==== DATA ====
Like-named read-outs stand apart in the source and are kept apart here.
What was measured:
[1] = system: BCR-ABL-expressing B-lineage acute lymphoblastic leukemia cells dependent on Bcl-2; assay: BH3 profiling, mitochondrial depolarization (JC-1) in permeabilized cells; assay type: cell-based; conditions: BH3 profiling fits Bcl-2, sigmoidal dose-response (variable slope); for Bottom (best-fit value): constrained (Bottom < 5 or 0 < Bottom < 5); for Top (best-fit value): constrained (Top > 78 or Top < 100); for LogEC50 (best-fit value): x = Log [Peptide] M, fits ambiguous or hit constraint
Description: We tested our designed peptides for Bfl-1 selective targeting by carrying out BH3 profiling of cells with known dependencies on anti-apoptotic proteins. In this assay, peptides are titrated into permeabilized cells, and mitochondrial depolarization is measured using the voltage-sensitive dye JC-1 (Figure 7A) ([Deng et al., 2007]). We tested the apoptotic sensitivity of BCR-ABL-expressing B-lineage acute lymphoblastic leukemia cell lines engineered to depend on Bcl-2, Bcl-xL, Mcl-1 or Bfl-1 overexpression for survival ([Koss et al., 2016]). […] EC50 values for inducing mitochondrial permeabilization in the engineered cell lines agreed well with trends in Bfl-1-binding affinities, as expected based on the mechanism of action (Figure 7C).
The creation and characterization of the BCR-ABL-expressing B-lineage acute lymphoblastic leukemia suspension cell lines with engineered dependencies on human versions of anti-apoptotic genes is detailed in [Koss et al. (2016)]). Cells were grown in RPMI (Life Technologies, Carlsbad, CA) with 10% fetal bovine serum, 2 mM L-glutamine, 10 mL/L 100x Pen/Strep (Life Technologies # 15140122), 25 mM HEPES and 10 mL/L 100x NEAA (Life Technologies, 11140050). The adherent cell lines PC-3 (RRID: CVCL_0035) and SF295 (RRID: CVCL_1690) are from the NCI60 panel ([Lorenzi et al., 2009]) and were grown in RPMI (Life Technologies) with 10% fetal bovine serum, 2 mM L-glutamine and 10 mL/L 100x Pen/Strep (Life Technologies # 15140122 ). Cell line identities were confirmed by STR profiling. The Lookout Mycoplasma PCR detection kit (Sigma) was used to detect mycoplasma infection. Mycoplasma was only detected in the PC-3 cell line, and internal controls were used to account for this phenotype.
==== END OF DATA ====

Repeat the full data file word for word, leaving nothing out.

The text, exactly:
Like-named read-outs stand apart in the source and are kept apart here.
What was measured:
[1] = system: BCR-ABL-expressing B-lineage acute lymphoblastic leukemia cells dependent on Bcl-2; assay: BH3 profiling, mitochondrial depolarization (JC-1) in permeabilized cells; assay type: cell-based; conditions: BH3 profiling fits Bcl-2, sigmoidal dose-response (variable slope); for Bottom (best-fit value): constrained (Bottom < 5 or 0 < Bottom < 5); for Top (best-fit value): constrained (Top > 78 or Top < 100); for LogEC50 (best-fit value): x = Log [Peptide] M, fits ambiguous or hit constraint
Description: We tested our designed peptides for Bfl-1 selective targeting by carrying out BH3 profiling of cells with known dependencies on anti-apoptotic proteins. In this assay, peptides are titrated into permeabilized cells, and mitochondrial depolarization is measured using the voltage-sensitive dye JC-1 (Figure 7A) ([Deng et al., 2007]). We tested the apoptotic sensitivity of BCR-ABL-expressing B-lineage acute lymphoblastic leukemia cell lines engineered to depend on Bcl-2, Bcl-xL, Mcl-1 or Bfl-1 overexpression for survival ([Koss et al., 2016]). […] EC50 values for inducing mitochondrial permeabilization in the engineered cell lines agreed well with trends in Bfl-1-binding affinities, as expected based on the mechanism of action (Figure 7C).
The creation and characterization of the BCR-ABL-expressing B-lineage acute lymphoblastic leukemia suspension cell lines with engineered dependencies on human versions of anti-apoptotic genes is detailed in [Koss et al. (2016)]). Cells were grown in RPMI (Life Technologies, Carlsbad, CA) with 10% fetal bovine serum, 2 mM L-glutamine, 10 mL/L 100x Pen/Strep (Life Technologies # 15140122), 25 mM HEPES and 10 mL/L 100x NEAA (Life Technologies, 11140050). The adherent cell lines PC-3 (RRID: CVCL_0035) and SF295 (RRID: CVCL_1690) are from the NCI60 panel ([Lorenzi et al., 2009]) and were grown in RPMI (Life Technologies) with 10% fetal bovine serum, 2 mM L-glutamine and 10 mL/L 100x Pen/Strep (Life Technologies # 15140122 ). Cell line identities were confirmed by STR profiling. The Lookout Mycoplasma PCR detection kit (Sigma) was used to detect mycoplasma infection. Mycoplasma was only detected in the PC-3 cell line, and internal controls were used to account for this phenotype.